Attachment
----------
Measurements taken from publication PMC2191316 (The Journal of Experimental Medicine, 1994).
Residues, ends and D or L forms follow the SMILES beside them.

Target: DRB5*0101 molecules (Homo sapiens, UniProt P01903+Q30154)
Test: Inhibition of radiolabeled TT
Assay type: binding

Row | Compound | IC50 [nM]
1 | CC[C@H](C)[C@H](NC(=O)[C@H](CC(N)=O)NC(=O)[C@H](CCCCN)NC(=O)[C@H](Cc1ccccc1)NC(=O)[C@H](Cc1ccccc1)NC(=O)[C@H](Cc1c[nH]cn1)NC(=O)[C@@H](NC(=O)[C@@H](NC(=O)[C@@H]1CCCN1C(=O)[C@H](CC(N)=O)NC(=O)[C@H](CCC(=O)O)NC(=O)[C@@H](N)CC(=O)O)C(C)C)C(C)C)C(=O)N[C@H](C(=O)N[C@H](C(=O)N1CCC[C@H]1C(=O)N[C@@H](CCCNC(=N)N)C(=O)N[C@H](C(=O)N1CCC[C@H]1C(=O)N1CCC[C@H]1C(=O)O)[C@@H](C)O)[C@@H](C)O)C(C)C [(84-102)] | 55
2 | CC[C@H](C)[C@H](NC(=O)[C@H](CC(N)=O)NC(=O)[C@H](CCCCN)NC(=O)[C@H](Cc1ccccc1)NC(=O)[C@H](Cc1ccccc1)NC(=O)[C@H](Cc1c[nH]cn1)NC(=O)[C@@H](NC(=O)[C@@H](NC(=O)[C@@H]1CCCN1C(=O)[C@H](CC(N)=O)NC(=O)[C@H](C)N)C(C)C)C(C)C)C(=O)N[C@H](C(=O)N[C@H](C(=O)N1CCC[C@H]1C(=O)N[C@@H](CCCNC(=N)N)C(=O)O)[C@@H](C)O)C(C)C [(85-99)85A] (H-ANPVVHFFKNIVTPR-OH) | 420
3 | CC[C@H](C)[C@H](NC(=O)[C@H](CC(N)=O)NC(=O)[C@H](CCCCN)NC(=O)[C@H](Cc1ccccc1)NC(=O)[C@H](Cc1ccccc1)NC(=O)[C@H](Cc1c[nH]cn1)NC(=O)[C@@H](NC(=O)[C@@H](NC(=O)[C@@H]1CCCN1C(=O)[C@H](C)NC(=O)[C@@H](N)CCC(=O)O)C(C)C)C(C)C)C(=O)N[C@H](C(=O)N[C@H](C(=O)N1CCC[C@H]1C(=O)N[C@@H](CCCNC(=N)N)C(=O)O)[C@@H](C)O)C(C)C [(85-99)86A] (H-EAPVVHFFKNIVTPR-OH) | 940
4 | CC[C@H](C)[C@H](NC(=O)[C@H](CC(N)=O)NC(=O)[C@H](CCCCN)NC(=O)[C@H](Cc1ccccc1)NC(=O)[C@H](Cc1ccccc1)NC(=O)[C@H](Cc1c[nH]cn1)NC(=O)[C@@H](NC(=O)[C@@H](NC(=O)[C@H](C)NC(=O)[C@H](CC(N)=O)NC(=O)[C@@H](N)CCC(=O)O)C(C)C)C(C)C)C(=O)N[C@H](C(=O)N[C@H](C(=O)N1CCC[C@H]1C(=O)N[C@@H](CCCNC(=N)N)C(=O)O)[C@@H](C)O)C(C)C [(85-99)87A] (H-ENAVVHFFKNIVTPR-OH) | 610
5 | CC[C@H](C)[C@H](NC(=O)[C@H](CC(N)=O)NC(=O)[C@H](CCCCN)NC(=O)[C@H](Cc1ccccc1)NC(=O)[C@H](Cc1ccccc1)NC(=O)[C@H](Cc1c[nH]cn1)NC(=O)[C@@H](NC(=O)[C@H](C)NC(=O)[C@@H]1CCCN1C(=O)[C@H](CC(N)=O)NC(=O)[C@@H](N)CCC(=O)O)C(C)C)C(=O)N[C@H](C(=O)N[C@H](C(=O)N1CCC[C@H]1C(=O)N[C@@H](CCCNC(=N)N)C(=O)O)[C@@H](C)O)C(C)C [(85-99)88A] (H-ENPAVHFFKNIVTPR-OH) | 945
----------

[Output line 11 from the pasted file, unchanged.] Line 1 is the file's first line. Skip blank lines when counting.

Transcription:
5 | CC[C@H](C)[C@H](NC(=O)[C@H](CC(N)=O)NC(=O)[C@H](CCCCN)NC(=O)[C@H](Cc1ccccc1)NC(=O)[C@H](Cc1ccccc1)NC(=O)[C@H](Cc1c[nH]cn1)NC(=O)[C@@H](NC(=O)[C@H](C)NC(=O)[C@@H]1CCCN1C(=O)[C@H](CC(N)=O)NC(=O)[C@@H](N)CCC(=O)O)C(C)C)C(=O)N[C@H](C(=O)N[C@H](C(=O)N1CCC[C@H]1C(=O)N[C@@H](CCCNC(=N)N)C(=O)O)[C@@H](C)O)C(C)C [(85-99)88A] (H-ENPAVHFFKNIVTPR-OH) | 945